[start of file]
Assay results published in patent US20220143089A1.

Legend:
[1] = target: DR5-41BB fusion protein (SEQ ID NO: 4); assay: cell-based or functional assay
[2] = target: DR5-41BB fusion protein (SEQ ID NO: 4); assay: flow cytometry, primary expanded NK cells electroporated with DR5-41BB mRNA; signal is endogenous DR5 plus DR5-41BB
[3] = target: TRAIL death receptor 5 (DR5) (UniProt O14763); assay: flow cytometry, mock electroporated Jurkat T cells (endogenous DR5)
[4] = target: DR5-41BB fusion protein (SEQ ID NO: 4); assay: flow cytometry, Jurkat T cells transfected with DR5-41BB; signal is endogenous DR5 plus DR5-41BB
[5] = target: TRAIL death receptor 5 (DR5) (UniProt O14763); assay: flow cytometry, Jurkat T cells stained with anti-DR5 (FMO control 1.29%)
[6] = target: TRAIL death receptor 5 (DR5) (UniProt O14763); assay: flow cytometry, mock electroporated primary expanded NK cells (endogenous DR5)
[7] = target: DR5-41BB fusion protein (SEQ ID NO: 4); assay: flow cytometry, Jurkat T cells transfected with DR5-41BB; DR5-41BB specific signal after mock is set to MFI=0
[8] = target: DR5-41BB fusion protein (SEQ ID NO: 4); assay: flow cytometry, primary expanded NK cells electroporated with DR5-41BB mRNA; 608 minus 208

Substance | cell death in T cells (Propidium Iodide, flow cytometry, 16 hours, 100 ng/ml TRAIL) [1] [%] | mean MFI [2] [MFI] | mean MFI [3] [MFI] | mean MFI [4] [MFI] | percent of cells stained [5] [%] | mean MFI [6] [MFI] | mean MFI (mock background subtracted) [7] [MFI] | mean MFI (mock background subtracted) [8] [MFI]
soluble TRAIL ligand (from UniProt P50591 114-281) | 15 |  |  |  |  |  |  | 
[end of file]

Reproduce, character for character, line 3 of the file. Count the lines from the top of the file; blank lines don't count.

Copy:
[1] = target: DR5-41BB fusion protein (SEQ ID NO: 4); assay: cell-based or functional assay